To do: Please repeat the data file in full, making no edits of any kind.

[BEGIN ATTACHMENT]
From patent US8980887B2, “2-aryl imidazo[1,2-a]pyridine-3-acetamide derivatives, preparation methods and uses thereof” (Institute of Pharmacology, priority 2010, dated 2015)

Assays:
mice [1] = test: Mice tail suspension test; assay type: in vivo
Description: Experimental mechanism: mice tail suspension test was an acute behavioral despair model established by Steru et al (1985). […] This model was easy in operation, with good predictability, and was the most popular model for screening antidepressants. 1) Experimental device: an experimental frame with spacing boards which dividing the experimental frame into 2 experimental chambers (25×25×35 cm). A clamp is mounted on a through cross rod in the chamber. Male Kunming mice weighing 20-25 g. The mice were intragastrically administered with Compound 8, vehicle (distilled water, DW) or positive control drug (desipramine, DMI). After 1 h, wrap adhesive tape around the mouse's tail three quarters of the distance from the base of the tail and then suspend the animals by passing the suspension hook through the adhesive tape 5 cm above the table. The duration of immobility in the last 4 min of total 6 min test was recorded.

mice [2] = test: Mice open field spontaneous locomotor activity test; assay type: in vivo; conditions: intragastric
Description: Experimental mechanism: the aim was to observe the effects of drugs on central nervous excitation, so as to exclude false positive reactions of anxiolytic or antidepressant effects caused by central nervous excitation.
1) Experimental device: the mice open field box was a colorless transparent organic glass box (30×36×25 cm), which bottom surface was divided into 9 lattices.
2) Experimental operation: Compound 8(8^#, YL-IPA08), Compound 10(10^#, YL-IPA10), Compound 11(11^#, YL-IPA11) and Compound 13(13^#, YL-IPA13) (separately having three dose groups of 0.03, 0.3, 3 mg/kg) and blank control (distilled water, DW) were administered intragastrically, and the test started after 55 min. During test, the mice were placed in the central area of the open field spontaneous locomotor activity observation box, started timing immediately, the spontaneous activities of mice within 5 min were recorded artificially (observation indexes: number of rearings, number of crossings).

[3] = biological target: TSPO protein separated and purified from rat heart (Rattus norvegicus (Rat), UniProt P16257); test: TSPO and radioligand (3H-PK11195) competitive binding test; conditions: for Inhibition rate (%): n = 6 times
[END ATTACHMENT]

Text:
From patent US8980887B2, “2-aryl imidazo[1,2-a]pyridine-3-acetamide derivatives, preparation methods and uses thereof” (Institute of Pharmacology, priority 2010, dated 2015)

Assays:
mice [1] = test: Mice tail suspension test; assay type: in vivo
Description: Experimental mechanism: mice tail suspension test was an acute behavioral despair model established by Steru et al (1985). […] This model was easy in operation, with good predictability, and was the most popular model for screening antidepressants. 1) Experimental device: an experimental frame with spacing boards which dividing the experimental frame into 2 experimental chambers (25×25×35 cm). A clamp is mounted on a through cross rod in the chamber. Male Kunming mice weighing 20-25 g. The mice were intragastrically administered with Compound 8, vehicle (distilled water, DW) or positive control drug (desipramine, DMI). After 1 h, wrap adhesive tape around the mouse's tail three quarters of the distance from the base of the tail and then suspend the animals by passing the suspension hook through the adhesive tape 5 cm above the table. The duration of immobility in the last 4 min of total 6 min test was recorded.

mice [2] = test: Mice open field spontaneous locomotor activity test; assay type: in vivo; conditions: intragastric
Description: Experimental mechanism: the aim was to observe the effects of drugs on central nervous excitation, so as to exclude false positive reactions of anxiolytic or antidepressant effects caused by central nervous excitation.
1) Experimental device: the mice open field box was a colorless transparent organic glass box (30×36×25 cm), which bottom surface was divided into 9 lattices.
2) Experimental operation: Compound 8(8^#, YL-IPA08), Compound 10(10^#, YL-IPA10), Compound 11(11^#, YL-IPA11) and Compound 13(13^#, YL-IPA13) (separately having three dose groups of 0.03, 0.3, 3 mg/kg) and blank control (distilled water, DW) were administered intragastrically, and the test started after 55 min. During test, the mice were placed in the central area of the open field spontaneous locomotor activity observation box, started timing immediately, the spontaneous activities of mice within 5 min were recorded artificially (observation indexes: number of rearings, number of crossings).

[3] = biological target: TSPO protein separated and purified from rat heart (Rattus norvegicus (Rat), UniProt P16257); test: TSPO and radioligand (3H-PK11195) competitive binding test; conditions: for Inhibition rate (%): n = 6 times